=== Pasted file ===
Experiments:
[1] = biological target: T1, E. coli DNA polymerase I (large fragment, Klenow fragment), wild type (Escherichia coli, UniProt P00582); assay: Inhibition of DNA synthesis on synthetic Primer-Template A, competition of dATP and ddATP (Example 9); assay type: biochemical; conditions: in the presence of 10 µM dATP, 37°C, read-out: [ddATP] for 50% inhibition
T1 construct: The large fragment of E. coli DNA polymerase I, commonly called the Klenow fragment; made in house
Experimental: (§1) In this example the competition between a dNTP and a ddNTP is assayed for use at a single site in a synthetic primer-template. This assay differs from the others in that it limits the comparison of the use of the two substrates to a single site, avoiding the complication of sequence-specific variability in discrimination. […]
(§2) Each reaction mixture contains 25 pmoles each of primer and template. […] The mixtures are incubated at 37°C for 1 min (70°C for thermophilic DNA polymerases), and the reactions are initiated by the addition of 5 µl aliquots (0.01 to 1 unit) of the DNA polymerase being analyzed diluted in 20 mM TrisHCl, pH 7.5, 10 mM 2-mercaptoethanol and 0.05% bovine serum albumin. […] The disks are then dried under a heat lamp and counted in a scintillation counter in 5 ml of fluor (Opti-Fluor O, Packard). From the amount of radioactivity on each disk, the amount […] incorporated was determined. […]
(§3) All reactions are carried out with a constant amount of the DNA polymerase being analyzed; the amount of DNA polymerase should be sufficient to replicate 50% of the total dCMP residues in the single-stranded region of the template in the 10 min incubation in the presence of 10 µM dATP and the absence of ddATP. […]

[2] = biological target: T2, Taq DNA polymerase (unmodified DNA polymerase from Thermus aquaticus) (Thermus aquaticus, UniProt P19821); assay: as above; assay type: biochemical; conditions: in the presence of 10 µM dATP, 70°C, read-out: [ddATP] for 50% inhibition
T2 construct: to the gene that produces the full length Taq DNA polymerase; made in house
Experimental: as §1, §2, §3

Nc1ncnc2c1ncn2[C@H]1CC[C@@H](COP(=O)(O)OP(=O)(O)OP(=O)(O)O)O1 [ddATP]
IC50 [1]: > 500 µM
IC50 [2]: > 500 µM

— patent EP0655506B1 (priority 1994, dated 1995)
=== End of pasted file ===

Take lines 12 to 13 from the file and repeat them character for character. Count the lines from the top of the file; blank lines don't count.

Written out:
IC50 [2]: > 500 µM

— patent EP0655506B1 (priority 1994, dated 1995)